In his article “Watching New Love as It Sears the Brain,” Benedict Carey expresses that love is not necessarily an emotion but rather a neurological and physical phenomenon. After comparing new love to mania and obsession, Carey offers evidence of romantic love as a neuropsychological event through the description of the caudate nucleus (a specific part of the brain which produces the neurotransmitter dopamine), explaining the cause of desire and passion in relation to love.
The human idea of love is quite possibly the most misunderstood in today’s society. Love can be between a man and woman, mother/father and their kids, or even really good friends. However, these relationships of love go through many interactions and stages to start and progress. Many psychological events must occur and be worked through in order to be successful. All relationships must endure the five perspectives of human behavior. These perspectives are biological, learning, social and cultural, cognitive, and psychodynamic influences.
It is part of the human nature to love and be loved by a friend, a relative, or a partner.
The original study “The nature of love” was focused on gaining more understanding of human development (Hock, 2013). It involved a series of experiments done by Harry Harlow in 1958, in which he
people, love is affection based on admiration or common interests and warm attachment, enthusiasm or
Some say, to love is to be willing to die. Others say, to love is to be willing to do whatever a loved one asks. Barbara Fredrickson says love is neither of these. In her book, Fredrickson attempts to redefine love through the biological microscope. The author compiles a variety of studies and research data to prove her claim that love is the product of neural coupling, oxytocin in the brain, and the work of the vagus nerve. Fredrickson presents a well-rounded claim, but there are some deficiencies that hinder the strength of her argument. Fredrickson’s use of vague language throughout this excerpt causes the reader to call into question the validity of said studies. In addition, Fredrickson’s use of first person point of view is a clever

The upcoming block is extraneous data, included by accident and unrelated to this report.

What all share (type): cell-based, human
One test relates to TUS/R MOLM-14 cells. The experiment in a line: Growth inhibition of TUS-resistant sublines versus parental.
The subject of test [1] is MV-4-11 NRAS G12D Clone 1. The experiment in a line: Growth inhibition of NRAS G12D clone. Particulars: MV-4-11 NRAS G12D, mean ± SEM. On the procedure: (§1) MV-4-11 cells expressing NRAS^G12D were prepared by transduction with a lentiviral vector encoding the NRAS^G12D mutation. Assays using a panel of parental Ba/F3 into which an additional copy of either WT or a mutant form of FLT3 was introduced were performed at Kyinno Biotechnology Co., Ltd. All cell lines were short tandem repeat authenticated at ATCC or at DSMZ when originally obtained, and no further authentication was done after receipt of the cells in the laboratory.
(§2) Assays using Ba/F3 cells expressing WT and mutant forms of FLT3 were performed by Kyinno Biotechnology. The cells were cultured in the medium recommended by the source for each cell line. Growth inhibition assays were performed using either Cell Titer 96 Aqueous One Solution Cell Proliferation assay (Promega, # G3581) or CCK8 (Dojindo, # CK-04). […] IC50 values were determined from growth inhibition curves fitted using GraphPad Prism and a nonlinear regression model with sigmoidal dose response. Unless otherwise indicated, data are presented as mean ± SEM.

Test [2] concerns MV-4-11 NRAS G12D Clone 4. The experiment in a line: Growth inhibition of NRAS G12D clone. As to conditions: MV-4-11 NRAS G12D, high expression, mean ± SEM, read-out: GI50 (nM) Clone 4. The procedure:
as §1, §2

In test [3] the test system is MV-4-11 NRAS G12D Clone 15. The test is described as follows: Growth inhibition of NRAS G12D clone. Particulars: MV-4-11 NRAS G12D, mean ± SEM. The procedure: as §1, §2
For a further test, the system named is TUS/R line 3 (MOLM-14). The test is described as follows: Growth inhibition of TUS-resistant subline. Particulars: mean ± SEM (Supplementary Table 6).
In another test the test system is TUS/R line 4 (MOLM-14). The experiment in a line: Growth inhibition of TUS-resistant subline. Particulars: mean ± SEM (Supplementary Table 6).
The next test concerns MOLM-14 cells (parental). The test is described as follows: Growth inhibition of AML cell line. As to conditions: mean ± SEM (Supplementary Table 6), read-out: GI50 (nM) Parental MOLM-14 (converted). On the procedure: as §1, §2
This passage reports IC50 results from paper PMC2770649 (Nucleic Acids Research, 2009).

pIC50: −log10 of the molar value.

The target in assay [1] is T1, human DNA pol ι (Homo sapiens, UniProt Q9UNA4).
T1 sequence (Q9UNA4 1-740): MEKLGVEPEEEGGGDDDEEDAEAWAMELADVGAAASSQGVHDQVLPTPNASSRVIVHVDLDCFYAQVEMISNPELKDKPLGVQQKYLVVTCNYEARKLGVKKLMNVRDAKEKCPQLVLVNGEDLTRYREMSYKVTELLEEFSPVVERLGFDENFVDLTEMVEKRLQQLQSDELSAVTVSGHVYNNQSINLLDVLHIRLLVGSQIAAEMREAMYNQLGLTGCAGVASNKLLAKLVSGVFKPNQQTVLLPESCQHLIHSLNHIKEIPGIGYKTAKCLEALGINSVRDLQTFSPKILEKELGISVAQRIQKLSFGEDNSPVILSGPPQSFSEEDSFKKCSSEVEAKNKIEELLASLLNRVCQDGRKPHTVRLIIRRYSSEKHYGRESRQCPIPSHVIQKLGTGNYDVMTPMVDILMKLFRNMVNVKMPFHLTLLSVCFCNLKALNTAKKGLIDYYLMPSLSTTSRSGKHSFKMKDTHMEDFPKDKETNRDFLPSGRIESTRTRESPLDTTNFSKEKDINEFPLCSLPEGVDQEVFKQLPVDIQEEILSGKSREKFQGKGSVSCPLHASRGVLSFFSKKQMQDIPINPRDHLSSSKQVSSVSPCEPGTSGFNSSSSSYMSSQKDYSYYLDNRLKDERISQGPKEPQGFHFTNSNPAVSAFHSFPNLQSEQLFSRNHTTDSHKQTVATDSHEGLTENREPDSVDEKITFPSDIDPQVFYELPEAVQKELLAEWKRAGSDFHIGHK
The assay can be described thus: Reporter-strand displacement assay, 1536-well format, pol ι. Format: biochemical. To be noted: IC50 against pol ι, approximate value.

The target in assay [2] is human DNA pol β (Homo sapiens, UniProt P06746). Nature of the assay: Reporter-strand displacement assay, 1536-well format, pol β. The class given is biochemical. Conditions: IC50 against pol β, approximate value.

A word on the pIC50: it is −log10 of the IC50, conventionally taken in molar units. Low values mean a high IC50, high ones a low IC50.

In the excerpt from “Love 2.0” by Barbara Fredrickson, the feeling of love is explained to be more biological in nature. Love is often seen as an intense emotion that connects two or more people through trust and communication. It can click into place after a lengthy conversation or just a shared glance. While this may seem dramatic, Fredrickson offers her own biological perspective to explain these phenomena in a more grounded sense. These biological reasonings aide her in proving that love is not unconditional or exclusive, but rather shared with all that give off a positive resonance. It is also made possible through the synchronized flow of the two people’s brains, the release of the hormone, oxytocin, and the healthy control of the vagal. The combination of these parts enables a person to experience this feeling of love and receive it from others as well. It is important to understand these scientific reasonings because they show how people can obtain this deep love with multiple people by just listening to their bodies. The different biological processes enable people to love better by creating a deeper connection in conversation, a strong sense of trust, and providing the skills people need to acquire the love their bodies crave.
For centuries scholars have tried to define love to a ‘t’. Neuroscientists currently believe that the basic human emotions and motivations arise from distinct circuits or systems of neural activity (Davidson, 1994; Panksepp,